Organizations such as HP TippingPoint's Zero Day Initiative and Verisign iDefense pay security researchers for the rights to vulnerability discoveries so that they can notify the affected vendors and bolster security of their own products. However, the amounts these organizations pay for flaws pales in comparison to what researchers can fetch for a high-profile bug on the open market.
Apple isn't doing itself any favors by being uncooperative with the hacker community, said Gunter Ollman, vice president of research at Damballa, an Atlanta-based network security vendor, and former chief security strategist with IBM ISS and Director of the ISS X-Force research team.
"There are a number of vulnerabilities in iOS and OS X that have not been disclosed to Apple, but may have instead been sold to interested parties. The going rate, while not as high as a Windows zero day, is still high. Apple has suffered from that quite a bit," he said.
In February, an independent security researcher known as The Grugq brokered the transfer of an iOS vulnerability between a developer and a U.S. government contractor for $250,000, according to a report from Forbes. Zero day exploits for OS X are worth between $20,000 and $50,000 on the open market, Safari zero days trade in the $60,000 to $150,000 range, and iOS zero days are selling for between $100,000 and $250,000, according to Forbes' report.
"That's a problem for Apple. When you have a situation where researchers are not willing to share vulnerabilities in Apple products, yet there is huge demand for that, this shows the bad guys are going to be the winners," Bejtlich said.
Though questions persists about how far it will go, Apple in recent months has shown that it is at least willing to change its approach to security. Apple has already started porting some of the iOS security model, which features several layers of security, over to OS X. One example is Gatekeeper, which extends the App Store model of verifying that apps are legitimate and secure to OS X 10.8 Mountain Lion.
Apple could get away with claiming its users were more secure when Mac market share was tiny and malware authors were not targeting the Mac. But Flashback showed that large-scale malware infections are indeed possible on the Mac. This could explain why Apple's longstanding claims that Macs are more secure than Windows PCs, so brilliantly laid out in its "Get A Mac" television commercials, vanished from Apple's website in June, as first reported by CRN.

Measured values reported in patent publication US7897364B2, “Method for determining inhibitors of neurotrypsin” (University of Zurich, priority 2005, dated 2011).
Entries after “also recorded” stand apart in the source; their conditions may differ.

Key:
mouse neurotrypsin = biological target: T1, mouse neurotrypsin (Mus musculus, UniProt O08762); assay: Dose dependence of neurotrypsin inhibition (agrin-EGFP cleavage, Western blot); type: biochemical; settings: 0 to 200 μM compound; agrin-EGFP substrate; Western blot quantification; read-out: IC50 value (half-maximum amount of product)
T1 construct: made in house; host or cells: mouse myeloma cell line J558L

Where Apple previously proclaimed that "a Mac isn’t susceptible to the thousands of viruses plaguing Windows-based computers," it now asserts that "built-in defenses in OS X keep you safe from unknowingly downloading malicious software on your Mac." Apple's oft-voiced position that OS X "doesn't get PC viruses" now reads, "It's built to be safe."
Also in June, Apple issued its Java for OS X update simultaneously with Oracle's and added automatic security updates to OS X 10.8 Mountain Lion, in what was widely hailed at Apple taking a page from the Microsoft playbook. So while Apple disappointed Black Hat attendees, it is working concertedly behind the scenes to improve the security of its products.
"Apple has come to the same realization Microsoft came to about a decade ago, which is that security is not just a public relations or product marketing issue, but rather, is a foundational product feature which needs to be taken seriously," said University of Wisconsin-Madison's Schroeder.
Apple has quietly been assembling a security team with deep industry experience. In 2010, Apple hired Snyder, former chief security officer at Mozilla who was previously a security engineer at Microsoft and CTO at Matasano Security. In January 2011, Apple brought in David Rice, a former analyst with the National Security Agency, as its director of global security.
"Apple has added some very visible people their security team. When you start hiring that caliber of people, [the] expectation [is] that they will interact and communicate with the rest of the community," said Damballa's Ollman.
But what does that mean if this talent is hidden under a basket? Mandiant's Bejtlich said while it's shrewd of Apple to bring in top security people, their lack of participation at industry events is a missed opportunity.
"There are people I know who've gone [to work at Apple] that you never hear from again. They do not appear on the conference circuit, and they don't talk," Bejtlich said. "And that is exactly what you don't want to do these days if you're in the security research field."
PUBLISHED SEPT. 24, 2012